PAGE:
Foundation and Empire Book Summary and Study Guide

The first half of this book details the story of Bel Riose, a general in the decaying empire who decides to conquor the Foundation. A Foundation trader, Latham Devers, arranges to get captured so he can spy on Riose and find some way to through a monkey wrench into his plans, but he really is more of an observer to events. Eventually, Bel Riose is recalled and executed by the Emperor, who fears this powerful general is a threat.

We're told that the Foundation can never lose, because if an attacking general is strong, and the emperor is weak, the general will simply go home and overthrow the emperor; if the attacking general is weak, he'll never conquer the Foundation; and if the attacking general is strong, and the emperor is strong, the emperor will see the general is a threat and recall him. I found this explanation to be a little too pat; in that case, how could the empire every conquer anything? Despite this pat ending, it's interesting to follow Riose's career as he attempts to take on the Foundation.

The second half of the book details the rise of the Mule, a mutant who can control people's minds (or, more specifically, their emotions); thus he can instantly make friends by making important people like him, and put despair in the minds of his enemies. The story follows the lives of two people who are trying to escape the Mule's forces as, one by one, he conquers the planets they visit. The couple, Toran and Bayta, remember that there is supposed to be a second foundation, and along with a psychologist named Ebling Mis try to locate this foundation so they can be warned about the Mule. Along the way they pick up the Mule's clown, "Magnifico" who accompanies them as they flee the Mule, usually just one step ahead of their forces. Finally, just as Mis is about to reveal the location of the second foundation, Bayta kills him, for she realizes that Magnifico is in fact the Mule, and she doesn't want him to learn the location of the second foundation.

This part of the book had a lot of great dramatic tension, especially at the end when Magnifico turns out to be the Mule (the beginning and the middle, however, are a bit slow). It's also creepy to meet enemies of the Mule after they've been "converted"; you kind of wonder when that will happen to the main characters. However, there are some less believable parts: presumably, the second foundation knew about the Mule; why did they have to be warned? Also, it was revealed later that the second foundation was on Trantor, where this book ended; couldn't the Mule sense the second foundationers there? Why didn't the second foundation try to kill him when he was on Trantor? Those parts needed a bit more explanation.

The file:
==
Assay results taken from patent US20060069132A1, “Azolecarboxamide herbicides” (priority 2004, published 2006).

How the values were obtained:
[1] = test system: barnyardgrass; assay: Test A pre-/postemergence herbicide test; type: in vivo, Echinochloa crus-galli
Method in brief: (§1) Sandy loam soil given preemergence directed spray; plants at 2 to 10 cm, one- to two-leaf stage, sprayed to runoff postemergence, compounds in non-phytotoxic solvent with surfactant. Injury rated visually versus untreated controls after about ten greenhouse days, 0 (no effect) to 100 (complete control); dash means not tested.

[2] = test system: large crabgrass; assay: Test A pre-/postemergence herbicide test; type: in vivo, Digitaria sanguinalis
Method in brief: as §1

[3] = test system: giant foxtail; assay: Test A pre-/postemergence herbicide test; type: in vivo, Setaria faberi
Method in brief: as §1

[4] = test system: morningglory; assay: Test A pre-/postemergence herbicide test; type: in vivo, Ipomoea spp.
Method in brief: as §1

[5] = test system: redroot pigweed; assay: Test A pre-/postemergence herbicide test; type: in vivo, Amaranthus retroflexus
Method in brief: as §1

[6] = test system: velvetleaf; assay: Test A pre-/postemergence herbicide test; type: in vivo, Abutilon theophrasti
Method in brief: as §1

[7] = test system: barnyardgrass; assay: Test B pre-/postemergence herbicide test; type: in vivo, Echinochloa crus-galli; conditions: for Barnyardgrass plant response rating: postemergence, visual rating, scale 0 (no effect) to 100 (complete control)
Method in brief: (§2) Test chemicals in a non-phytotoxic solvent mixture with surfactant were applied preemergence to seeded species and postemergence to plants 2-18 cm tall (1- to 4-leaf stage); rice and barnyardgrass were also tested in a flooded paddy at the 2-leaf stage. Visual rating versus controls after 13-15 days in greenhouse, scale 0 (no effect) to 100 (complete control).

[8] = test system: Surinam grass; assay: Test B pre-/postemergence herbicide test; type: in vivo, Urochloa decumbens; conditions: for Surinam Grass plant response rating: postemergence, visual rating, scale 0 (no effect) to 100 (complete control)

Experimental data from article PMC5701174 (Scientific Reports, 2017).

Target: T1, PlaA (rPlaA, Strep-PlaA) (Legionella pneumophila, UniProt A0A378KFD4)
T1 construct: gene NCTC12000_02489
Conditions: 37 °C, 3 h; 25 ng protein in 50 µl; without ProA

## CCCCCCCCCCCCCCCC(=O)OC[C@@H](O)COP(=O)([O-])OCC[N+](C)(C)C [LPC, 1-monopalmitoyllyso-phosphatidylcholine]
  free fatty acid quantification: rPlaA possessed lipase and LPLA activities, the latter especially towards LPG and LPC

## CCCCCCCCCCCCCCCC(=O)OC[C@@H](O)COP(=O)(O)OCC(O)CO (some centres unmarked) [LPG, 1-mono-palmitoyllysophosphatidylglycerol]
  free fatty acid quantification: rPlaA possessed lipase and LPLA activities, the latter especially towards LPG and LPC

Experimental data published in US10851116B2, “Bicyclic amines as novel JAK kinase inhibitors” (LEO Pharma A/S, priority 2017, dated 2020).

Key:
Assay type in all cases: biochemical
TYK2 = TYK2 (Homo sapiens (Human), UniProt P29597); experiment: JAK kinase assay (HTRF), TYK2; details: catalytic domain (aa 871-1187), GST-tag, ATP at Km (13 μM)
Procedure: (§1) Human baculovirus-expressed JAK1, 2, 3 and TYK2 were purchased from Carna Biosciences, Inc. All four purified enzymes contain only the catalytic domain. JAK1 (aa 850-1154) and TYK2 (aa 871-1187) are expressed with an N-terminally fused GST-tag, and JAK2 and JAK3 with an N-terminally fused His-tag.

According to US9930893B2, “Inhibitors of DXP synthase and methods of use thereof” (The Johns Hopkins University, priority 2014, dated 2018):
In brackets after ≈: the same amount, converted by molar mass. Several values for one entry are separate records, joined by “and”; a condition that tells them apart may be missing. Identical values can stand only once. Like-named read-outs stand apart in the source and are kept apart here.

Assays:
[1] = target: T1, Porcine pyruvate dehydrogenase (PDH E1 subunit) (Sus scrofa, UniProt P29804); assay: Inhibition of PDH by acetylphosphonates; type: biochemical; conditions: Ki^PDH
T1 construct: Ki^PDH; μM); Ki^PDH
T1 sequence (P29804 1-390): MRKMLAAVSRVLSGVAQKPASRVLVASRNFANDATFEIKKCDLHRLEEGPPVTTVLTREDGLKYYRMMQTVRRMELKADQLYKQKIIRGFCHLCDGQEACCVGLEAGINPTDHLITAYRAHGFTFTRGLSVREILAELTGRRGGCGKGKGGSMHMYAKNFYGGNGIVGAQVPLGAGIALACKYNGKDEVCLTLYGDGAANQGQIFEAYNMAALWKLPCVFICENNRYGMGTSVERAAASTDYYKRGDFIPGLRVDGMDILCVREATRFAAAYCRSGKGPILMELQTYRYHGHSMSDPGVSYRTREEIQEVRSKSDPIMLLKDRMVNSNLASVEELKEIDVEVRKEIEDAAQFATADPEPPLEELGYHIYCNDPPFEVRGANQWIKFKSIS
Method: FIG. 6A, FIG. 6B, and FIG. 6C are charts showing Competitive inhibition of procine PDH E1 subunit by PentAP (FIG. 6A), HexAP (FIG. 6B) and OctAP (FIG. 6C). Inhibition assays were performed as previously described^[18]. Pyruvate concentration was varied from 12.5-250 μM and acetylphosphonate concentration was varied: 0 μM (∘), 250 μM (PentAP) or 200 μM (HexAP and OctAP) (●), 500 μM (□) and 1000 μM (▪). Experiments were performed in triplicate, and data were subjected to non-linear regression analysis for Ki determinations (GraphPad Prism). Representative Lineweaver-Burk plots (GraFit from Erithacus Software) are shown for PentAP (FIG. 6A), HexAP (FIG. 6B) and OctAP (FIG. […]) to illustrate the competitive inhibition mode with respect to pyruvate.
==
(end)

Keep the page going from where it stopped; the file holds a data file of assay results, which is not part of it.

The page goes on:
Detailed plot synopsis reviews of Foundation and Empire

This is actually two stories in one: the first details the last attempt of the dying Empire to reassert control over the Foundation. But the Empire is so corrupt that when one of its generals starts to succeed, he gets recalled. The second part details the rise of the Mule, a being who can control the minds of others and who quickly conquers the Foundation. A few escapees try to locate the Second Foundation to warn them, but the Mule isn't far behind.
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The review of this Book prepared by Steve

Chapter Analysis of Foundation and Empire

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Plot & Themes

Tone of book    -   very upbeat FANTASY or SCIENCE FICTION?    -   science fiction story Spying & Investigations    -   Yes What is main char. doing?    -   spying/espionage in enemy territorry Political power play    -   Yes Political plotlets    -   saving govt/kingdom from external overthrow    -   factions fight within govt for control    -   preventing/managing clash/war between govts/kingdoms Tech./$$$/Info hunt    -   Yes Stealing/recovering/destroying    -   info about lifeform(s)/society/phenomena Is this an adult or child's book?    -   Adult or Young Adult Book

Main Character

Identity:    -   Female Age:    -   20's-30's


Spaceship setting:    -   futuristic human freighter/transport A substantial portion of this book takes place on a non-Earth planetary body:    -   humans in a futuristic society Planet outside solar system?    -   Yes Takes place in spaceship?    -   Yes

Writing Style

Accounts of torture and death?    -   generic/vague references to death/punishment scientific jargon? (SF only)    -   none/very little science jargon needed How much dialogue?    -   mostly dialog

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Isaac Asimov Books Note: the views expressed here are only those of the reviewer(s).
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